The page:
Major Depressive Disorder (MDD) is often a lifetime disabling mental illness as individuals with
MDD might not benefit from standard-therapy, including both pharmacological and psychosocial interventions.
Novel therapies are, therefore, required.
It was shown by recent preclinical and clinical studies that the dysfunction of glutamatergic neurotransmission
might be involved in the pathophysiology of MDD. Furthermore, neuroimmune alterations could have a significant
role in the pathogenesis of MDD.
Vitamin D is a neurosteroid hormone essential for several metabolic processes, immune responses, and for regulating
neurotrophic-neuroprotective processes, neurotransmission and synaptic plasticity. Recent studies have also
shown Vitamin D deficiency in patients with severe psychiatric disorders, including MDD.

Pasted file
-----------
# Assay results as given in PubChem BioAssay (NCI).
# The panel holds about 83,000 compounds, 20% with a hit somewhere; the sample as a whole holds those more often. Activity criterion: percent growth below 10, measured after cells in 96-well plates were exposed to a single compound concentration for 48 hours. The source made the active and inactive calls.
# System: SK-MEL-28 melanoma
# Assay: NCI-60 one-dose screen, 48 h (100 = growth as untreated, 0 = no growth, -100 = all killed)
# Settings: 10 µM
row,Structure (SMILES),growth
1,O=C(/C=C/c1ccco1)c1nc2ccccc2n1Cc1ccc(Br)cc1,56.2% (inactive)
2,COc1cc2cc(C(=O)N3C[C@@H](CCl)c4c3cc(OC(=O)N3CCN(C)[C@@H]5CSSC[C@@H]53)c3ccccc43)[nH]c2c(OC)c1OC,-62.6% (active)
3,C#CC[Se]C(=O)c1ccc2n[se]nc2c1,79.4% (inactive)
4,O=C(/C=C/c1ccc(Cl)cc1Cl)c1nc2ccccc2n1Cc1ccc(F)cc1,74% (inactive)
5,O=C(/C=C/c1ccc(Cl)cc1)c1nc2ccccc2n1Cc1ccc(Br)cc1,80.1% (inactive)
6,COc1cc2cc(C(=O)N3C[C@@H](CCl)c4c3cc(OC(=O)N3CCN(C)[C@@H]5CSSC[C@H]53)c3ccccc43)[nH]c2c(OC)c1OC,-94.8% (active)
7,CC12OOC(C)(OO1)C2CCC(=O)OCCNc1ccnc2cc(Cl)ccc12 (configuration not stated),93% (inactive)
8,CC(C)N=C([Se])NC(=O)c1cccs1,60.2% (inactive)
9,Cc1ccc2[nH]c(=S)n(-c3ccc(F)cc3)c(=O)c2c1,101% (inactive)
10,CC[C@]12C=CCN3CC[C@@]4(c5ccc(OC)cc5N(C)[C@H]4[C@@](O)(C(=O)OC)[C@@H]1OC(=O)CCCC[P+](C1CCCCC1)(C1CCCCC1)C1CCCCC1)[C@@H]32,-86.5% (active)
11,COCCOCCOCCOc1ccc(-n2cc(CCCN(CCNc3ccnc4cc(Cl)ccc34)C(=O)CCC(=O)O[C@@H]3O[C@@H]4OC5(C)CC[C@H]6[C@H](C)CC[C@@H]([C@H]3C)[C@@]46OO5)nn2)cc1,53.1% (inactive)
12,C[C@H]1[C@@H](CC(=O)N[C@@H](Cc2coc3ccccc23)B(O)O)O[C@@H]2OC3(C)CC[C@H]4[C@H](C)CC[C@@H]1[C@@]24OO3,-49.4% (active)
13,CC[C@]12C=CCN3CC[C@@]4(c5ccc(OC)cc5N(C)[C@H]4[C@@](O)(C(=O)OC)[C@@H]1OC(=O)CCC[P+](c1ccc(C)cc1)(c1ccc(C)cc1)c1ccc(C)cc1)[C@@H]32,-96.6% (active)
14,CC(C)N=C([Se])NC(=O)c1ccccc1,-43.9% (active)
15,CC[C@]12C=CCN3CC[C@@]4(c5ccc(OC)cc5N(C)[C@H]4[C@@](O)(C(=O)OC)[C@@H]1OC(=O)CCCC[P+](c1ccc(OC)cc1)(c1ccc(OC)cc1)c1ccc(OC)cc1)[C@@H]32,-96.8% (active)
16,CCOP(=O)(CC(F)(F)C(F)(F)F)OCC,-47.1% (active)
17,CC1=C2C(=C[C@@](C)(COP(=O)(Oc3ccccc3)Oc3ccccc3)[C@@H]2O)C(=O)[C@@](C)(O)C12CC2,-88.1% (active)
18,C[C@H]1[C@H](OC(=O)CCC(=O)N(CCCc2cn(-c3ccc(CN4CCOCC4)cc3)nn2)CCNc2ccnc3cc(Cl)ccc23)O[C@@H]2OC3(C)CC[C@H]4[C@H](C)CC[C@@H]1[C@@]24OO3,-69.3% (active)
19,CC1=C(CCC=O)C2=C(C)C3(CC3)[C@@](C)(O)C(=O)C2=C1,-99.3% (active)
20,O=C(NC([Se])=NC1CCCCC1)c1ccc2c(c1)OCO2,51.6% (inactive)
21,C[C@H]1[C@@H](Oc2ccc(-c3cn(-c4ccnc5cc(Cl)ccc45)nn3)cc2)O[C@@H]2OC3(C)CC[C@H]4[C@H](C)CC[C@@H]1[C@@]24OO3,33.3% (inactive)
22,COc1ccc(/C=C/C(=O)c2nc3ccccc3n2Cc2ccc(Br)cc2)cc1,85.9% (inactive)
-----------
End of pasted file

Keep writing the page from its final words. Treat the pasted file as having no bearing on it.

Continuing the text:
Lately, clinical studies have shown the neuroprotective action of N-acetyl cysteine (NAC) through the modulation
of inflammatory pathways and via the modulation of synaptic release of glutamate in cortico-subcortical
brain regions; the cysteine-glutamate antiporter.
This paper reviews the therapeutic use of Vitamin D and NAC and among individuals with refractory MDD to the
first- line pharmacological interventions, reviewing the clinical studies published in the last decade.
A detailed summary of the current evidence in this area aims to better inform psychiatrists and general practitioners
on the potential benefits of Vitamin D and NAC supplementation for this disorder.
Nutraceutical supplementation with Vitamin D and NAC in treatment-resistant MDD patients may be important
not only for improving depressive clinical manifestations but also for their safety and tolerability profile. This is
of great interest, especially considering the need for treating special populations affected by MDD, such as
youngsters and elders. Finally, the nutraceutical approach represents a good choice, considering its better compliance
by the patients compared to traditional psychopharmacological treatment.